At least 15 journalists have been killed worldwide since the beginning of the year, the International Federation of Journalists announced on Friday to mark World Press Freedom Day.
The awareness day was launched by the United Nations in 1991 and aims to shine a light on the importance of freedom of expression and remind governments of their duty to respect and uphold this fundamental right.
This year's theme is "Media and Democracy: Journalism and Elections in Times of Disinformation."
UN Secretary-General Antonio Guterres said in a video statement that "facts, not falsehood, should guide people as they choose their representatives", warned that "civic space has been shrinking worldwide at an alarming rate" and deplored "violence and harassment against journalists".
"When media workers are targeted, societies as a whole pay a price," he added.
95 killed in 2018
Ninety-five journalists lost their lives in 2018, 17 more than in the previous year, according to the NGO.
The Committee to Protect Journalists, another press freedom NGO, estimated in February that 251 journalists are behind bars for their work. Turkey was the biggest jailer for the third year in a row with 68 journalists behind bars while China, Egypt, and Saudi Arabia imprisoned more journalists than they had the previous year.
The latest Press Freedom Index released last month by Reporters Without Borders (RSF) also found that security for reporters is declining in almost every region of the world and that includes some European countries that would previously have been thought of as safe for journalists.
Austria drops on the Press Freedom Index
Austria dropped five rankings on the 2019 Press Freedom Index from 11 to 16 in the world, due to an increase in threats against journalists since the far-right Freedom Party of Austria (FPÖ) entered a coalition government in 2017. This included an attempt by the FPÖ-led interior ministry to limit police press communication with three newspapers critical of the party, according to RSF.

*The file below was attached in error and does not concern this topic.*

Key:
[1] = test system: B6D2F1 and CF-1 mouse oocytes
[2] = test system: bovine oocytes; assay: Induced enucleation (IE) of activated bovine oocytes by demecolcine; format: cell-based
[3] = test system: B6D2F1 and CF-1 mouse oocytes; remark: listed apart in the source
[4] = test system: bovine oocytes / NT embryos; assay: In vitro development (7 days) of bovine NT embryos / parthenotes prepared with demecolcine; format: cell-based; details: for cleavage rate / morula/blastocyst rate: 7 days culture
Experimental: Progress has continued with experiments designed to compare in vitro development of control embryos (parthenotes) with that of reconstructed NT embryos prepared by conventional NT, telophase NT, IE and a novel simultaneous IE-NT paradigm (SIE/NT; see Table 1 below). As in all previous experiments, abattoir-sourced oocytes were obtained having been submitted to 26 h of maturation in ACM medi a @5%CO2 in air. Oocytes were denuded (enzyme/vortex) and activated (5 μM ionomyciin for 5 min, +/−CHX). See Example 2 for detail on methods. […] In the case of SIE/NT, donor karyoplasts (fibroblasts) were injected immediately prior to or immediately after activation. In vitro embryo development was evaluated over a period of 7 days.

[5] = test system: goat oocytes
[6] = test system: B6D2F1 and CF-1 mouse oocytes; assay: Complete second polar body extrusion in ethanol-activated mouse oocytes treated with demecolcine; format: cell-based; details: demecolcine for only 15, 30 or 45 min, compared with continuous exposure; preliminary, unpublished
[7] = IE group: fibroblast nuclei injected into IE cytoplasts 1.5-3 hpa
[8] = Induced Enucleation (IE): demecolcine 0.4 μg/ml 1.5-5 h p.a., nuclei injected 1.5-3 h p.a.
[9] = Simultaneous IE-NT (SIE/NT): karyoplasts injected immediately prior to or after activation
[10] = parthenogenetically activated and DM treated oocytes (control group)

Timo Soini, the EU Council Chair of the Committee of Ministers, and Finnish foreign minister urged EU member states to ensure the safety of journalists.
"In recent years, in Europe, there has been an increase in threats and attacks on media. This is unacceptable," Soini said in a statement on Friday.
Still, European countries made up the entire top 20 of safest nations for journalists. Russia was deemed the region's worst coming out 149th on the list. RSF says the Kremlin uses arrests, arbitrary searches and draconian laws to keep the pressure on independent media and the internet.
On World Press Freedom Day, Euronews journalists have paid tribute to those killed and detained for exercising their profession in a video in the player above.
'Salute the courage'
Several events are taking place across the world on Friday to mark the day including a demonstration in Rome, Italy, and a UN symposium in Addis Ababa, Ethiopia.
RSF, which criticised Uganda on Thursday after 39 journalists were detained for covering the arrest of an opposition figure, announced today that it is to launch an All Party Parliamentary Group on Press Freedom in the UK to promote and defend press freedom both in the UK and globally.
France and Germany issued a joint statement in which they "salute the courage of these men and women and to fight against those who seek to silence their voices by force, threat or discredit."
"We will continue to promote the right of everyone to freedom of opinion and freedom of expression as guaranteed by Article 19 of the 1948 Universal Declaration of Human Rights," they added.